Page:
Going down, deeper with every stumble, he died on a cold November day alone with an active addiction. He was 42. With our record of family longevity, he could have expected another 40 years in a better world. But after the choir, dark was the only colour in the world around him.

The oldest fainted in a workshop when CBC’s film The Choirmaster was being shown. He had shoved memories to the back of his mind. Now he had to deal with what had gone on. Today he is a social worker.

It took all those years before they could no longer stuff their stories back inside. If it hadn’t been for the Whig faithfully reporting every detail, despite constant pressure to leave the subject alone, things could have been very different for our family. Having a place to discuss what went on probably kept more young men alive than anyone will ever know.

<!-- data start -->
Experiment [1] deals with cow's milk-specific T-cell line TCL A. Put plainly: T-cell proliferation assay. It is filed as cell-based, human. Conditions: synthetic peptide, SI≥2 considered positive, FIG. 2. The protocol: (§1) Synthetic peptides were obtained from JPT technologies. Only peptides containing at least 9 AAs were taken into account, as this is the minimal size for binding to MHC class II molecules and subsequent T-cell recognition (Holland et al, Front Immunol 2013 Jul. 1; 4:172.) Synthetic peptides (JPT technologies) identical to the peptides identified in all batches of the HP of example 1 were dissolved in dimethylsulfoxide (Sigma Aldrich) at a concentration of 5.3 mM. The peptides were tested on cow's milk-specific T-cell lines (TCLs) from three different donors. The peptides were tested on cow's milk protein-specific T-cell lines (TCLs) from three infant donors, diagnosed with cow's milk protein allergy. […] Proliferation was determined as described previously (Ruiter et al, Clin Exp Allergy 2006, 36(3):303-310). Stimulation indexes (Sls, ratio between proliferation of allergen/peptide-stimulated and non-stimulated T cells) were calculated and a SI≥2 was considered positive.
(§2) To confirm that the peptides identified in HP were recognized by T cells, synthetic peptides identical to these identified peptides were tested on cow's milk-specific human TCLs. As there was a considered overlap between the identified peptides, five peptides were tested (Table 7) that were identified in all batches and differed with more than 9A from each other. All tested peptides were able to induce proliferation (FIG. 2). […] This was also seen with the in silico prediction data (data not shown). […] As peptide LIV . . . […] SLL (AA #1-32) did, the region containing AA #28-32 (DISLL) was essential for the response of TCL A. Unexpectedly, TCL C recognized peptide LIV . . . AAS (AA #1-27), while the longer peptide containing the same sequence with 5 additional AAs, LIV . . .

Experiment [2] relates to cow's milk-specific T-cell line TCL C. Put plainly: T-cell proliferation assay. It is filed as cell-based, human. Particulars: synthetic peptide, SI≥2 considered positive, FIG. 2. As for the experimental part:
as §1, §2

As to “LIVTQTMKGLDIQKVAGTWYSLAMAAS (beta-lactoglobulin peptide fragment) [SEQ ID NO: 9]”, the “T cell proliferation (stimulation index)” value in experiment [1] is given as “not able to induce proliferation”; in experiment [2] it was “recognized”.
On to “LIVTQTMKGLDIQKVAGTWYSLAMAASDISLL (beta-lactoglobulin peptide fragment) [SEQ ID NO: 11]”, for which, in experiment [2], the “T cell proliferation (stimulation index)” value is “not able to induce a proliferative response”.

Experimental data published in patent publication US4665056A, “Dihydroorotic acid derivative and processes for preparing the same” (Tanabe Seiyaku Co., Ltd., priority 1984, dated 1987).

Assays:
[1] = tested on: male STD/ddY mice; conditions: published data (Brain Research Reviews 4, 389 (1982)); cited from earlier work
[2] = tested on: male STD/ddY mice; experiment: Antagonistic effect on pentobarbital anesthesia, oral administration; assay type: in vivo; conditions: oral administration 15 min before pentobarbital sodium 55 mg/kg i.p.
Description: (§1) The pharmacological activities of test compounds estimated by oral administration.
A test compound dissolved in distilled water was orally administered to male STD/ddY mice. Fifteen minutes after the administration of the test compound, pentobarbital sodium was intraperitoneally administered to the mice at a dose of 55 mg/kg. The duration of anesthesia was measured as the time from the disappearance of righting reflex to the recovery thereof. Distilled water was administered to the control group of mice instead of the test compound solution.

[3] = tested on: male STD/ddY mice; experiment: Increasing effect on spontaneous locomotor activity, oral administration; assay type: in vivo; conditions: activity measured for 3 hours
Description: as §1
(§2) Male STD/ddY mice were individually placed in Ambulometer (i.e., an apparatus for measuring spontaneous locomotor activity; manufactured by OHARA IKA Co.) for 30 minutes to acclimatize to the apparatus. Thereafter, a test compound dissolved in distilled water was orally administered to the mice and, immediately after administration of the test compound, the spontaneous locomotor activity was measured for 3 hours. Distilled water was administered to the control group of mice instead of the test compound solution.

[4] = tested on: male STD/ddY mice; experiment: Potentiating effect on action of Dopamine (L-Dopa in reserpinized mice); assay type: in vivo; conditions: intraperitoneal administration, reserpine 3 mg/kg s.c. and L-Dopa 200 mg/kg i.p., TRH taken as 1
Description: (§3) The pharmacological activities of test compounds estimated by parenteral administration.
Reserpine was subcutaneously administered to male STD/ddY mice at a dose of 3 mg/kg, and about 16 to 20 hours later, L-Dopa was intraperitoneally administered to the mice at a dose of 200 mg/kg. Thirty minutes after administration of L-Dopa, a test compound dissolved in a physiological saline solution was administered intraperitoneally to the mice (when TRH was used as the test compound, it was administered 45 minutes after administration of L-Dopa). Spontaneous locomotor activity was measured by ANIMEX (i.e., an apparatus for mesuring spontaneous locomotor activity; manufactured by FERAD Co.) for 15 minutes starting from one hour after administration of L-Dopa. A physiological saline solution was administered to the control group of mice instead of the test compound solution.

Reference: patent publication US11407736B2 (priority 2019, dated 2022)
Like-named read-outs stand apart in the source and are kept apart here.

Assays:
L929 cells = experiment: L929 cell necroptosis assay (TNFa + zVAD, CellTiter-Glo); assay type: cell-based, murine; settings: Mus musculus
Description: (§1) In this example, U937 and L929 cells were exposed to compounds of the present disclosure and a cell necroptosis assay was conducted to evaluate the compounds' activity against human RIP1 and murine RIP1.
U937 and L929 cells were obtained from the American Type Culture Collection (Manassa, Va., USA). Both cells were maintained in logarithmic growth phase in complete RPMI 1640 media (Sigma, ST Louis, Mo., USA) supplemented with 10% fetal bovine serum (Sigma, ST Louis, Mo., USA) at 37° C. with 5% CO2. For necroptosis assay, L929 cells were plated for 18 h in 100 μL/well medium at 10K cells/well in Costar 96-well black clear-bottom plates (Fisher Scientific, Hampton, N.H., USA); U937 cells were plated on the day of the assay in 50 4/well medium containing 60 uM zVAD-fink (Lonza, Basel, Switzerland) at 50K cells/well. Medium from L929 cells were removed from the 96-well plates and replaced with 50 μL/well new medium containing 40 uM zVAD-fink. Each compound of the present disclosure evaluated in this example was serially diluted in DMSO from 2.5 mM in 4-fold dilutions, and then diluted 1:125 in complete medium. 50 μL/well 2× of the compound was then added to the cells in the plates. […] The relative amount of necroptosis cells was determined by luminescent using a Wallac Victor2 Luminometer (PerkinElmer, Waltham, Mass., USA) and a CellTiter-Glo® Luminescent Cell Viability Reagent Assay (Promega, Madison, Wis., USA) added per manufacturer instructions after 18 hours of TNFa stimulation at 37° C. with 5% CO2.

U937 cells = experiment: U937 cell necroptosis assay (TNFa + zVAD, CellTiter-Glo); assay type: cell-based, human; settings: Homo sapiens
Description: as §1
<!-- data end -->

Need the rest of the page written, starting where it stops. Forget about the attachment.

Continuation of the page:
I always think of Neil when I hear the slogan “sunlight is the best disinfectant.” His courage and sense of justice were at the heart of solving and gradually healing the pain that ached through all of Kingston, even after the hard-won apology was read out at the cathedral one gloomy Sunday, Feb. 28, 1993, candles lit and flickering in banks of snow outside.

This all happened an entire generation ago. I like to think that, slowly, up from the muck and debris that surrounded the horror of that abuse into the sunlight of full disclosure, others have come to find peace and meaning in their lives again.

Still, I know in my heart that not all the stories have been told. Perhaps by telling mine today, one more person may come to understand.

Rose DeShaw is a member of the Whig-Standard’s Community Editorial Board.

Leave a Reply

Your email address will not be published. Required fields are marked *